Lucrative LIME Pelican off
Barbados’ richest football tournament, the LIME/Pelican Challenge, won’t be kicking off this year.
Tournament coordinator Randy Harris told the WEEKEND NATION yesterday that the unavailability of the National Stadium has forced organisers, Pelican Ventures Limited, to forego this year’s edition of the popular event.
“We have received a letter from the National Sports Council (NSC) stating that some work is scheduled to be done on the field and that work is starting during the time that we usually stage the tournament,” Harris said.
When contacted yesterday, the NSC’s acting director of sport, Neil Murrell said a decision was made earlier in the year to regrade the outfield at the stadium following some negative feedback from visiting international football officials.
“If you remember, we had received some lashes [from CONCACAF and Jamaican football officials] about the state of the field and a decision was taken since April to do something about it, but we were waiting until after August when all the Crop Over events were completed,” Murrell said.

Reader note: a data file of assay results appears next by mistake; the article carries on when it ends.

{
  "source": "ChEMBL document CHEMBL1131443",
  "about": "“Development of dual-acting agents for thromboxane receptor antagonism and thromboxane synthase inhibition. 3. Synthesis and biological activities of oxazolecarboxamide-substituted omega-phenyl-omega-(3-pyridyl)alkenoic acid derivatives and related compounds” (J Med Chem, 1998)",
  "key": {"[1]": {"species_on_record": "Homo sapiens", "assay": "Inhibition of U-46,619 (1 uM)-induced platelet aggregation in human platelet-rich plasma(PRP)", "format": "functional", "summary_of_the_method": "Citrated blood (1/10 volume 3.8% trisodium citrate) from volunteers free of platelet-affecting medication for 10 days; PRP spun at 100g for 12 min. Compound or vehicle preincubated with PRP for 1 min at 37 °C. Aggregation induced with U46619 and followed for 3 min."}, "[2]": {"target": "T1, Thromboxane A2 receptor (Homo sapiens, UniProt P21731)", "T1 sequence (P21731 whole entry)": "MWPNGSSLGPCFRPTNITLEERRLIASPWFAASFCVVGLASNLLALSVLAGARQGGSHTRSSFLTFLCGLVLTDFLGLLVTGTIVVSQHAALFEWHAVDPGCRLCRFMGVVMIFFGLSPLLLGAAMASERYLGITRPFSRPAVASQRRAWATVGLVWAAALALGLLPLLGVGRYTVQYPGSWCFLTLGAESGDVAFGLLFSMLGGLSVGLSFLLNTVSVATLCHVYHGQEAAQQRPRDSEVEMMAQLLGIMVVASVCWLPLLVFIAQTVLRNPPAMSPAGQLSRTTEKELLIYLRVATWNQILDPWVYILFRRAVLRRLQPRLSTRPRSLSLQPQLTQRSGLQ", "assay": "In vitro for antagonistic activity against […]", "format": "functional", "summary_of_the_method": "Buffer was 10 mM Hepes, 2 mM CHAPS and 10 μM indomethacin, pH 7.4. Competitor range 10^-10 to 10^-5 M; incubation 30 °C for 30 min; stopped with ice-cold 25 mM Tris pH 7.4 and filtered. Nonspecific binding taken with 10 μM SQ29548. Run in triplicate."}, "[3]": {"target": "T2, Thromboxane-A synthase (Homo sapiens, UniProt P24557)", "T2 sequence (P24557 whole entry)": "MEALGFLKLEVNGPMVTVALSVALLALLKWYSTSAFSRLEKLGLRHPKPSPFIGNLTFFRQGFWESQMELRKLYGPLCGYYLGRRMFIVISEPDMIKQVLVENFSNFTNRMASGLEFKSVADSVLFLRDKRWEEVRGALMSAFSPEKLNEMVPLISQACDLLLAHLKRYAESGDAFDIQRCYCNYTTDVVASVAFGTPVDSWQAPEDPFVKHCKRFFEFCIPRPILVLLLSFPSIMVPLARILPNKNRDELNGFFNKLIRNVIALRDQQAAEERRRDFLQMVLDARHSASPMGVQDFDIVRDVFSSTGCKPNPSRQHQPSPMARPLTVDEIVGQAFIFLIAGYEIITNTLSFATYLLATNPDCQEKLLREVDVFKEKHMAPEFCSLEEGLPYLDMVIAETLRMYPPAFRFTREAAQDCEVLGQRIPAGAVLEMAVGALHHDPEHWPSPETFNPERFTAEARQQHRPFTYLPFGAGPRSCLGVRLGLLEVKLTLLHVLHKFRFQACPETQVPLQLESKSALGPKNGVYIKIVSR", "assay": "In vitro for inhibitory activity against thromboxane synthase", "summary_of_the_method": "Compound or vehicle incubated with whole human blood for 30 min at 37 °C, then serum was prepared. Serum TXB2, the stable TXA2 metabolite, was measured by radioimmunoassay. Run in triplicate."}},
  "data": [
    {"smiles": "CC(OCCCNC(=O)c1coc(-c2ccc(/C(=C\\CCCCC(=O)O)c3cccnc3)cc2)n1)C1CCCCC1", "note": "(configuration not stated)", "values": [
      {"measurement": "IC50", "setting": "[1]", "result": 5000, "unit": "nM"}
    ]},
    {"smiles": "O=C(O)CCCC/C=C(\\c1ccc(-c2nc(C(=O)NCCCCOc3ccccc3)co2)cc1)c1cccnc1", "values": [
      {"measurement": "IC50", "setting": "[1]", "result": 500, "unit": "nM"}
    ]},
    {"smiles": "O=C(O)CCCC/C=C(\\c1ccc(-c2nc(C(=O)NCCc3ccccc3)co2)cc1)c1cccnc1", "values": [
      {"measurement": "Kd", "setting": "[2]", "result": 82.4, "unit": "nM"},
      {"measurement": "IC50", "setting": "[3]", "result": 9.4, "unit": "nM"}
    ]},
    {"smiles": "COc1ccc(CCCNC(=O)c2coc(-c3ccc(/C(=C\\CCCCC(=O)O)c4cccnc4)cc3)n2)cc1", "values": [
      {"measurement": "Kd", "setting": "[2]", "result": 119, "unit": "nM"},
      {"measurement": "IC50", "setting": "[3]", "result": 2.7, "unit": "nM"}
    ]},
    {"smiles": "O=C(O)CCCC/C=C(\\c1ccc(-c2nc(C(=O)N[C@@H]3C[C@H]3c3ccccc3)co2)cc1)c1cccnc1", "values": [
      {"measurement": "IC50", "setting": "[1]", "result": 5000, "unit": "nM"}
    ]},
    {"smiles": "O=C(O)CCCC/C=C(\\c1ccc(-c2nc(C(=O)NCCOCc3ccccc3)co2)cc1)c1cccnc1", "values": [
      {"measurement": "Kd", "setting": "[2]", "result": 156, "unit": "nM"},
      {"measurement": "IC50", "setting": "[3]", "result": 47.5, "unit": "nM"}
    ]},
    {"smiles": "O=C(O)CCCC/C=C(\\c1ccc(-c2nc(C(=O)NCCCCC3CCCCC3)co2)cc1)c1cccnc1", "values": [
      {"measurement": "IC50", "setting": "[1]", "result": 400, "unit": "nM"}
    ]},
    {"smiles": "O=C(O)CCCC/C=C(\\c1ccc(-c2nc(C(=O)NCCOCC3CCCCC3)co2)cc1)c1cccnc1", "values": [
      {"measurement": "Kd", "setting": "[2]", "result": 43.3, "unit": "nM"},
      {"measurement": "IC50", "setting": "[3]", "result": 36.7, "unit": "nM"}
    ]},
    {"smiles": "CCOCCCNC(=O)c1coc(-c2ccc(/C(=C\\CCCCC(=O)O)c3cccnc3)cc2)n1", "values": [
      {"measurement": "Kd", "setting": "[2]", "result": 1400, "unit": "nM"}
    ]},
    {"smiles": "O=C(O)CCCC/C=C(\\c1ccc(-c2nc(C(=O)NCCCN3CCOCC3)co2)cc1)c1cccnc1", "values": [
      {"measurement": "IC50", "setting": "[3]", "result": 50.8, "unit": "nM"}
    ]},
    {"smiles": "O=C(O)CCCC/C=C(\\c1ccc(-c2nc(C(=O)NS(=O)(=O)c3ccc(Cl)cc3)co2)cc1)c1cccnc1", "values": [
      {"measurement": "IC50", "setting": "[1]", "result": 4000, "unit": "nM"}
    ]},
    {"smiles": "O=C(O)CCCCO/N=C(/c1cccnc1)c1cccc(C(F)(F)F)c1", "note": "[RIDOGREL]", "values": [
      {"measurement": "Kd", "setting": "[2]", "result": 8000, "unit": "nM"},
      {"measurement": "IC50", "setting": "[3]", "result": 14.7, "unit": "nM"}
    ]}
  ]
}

Harris ruled out Kensington Oval, which had hosted the first two finals of the tournament, as an alternative venue for staging the tournament, which usually starts late September or early October, because of a number of factors.
“Kensington is a cricket venue and whenever there is cricket, they need to have two weeks before to prepare the pitch, so we can’t play with that kind of uncertainty. In addition, Kensington is a very expensive venue,” he said.
“So there is no proper facility to play the LIME Pelican where we collect gate receipts,” he added.
Harris said since a meeting with the owners of the franchises is slated for Monday, he couldn’t go into full details.
“But we are looking at doing other things. Those things will be discussed on Monday,” he added.
Harris, who is also president of the Barbados Football Association, said one of the goals of the tournament, was to provide remuneration for players.
“We think that it is important to assist the footballers financially before the Christmas period comes in,” he said.
The tournament, which began in 2011, offered a first prize of $100 000 during each of the three years it was contested. There were also lucrative individual prizes for players and spectators.
Bajan Pride won in the inaugural year, followed by Akademiks in 2012 and L.G. Strike Force last year.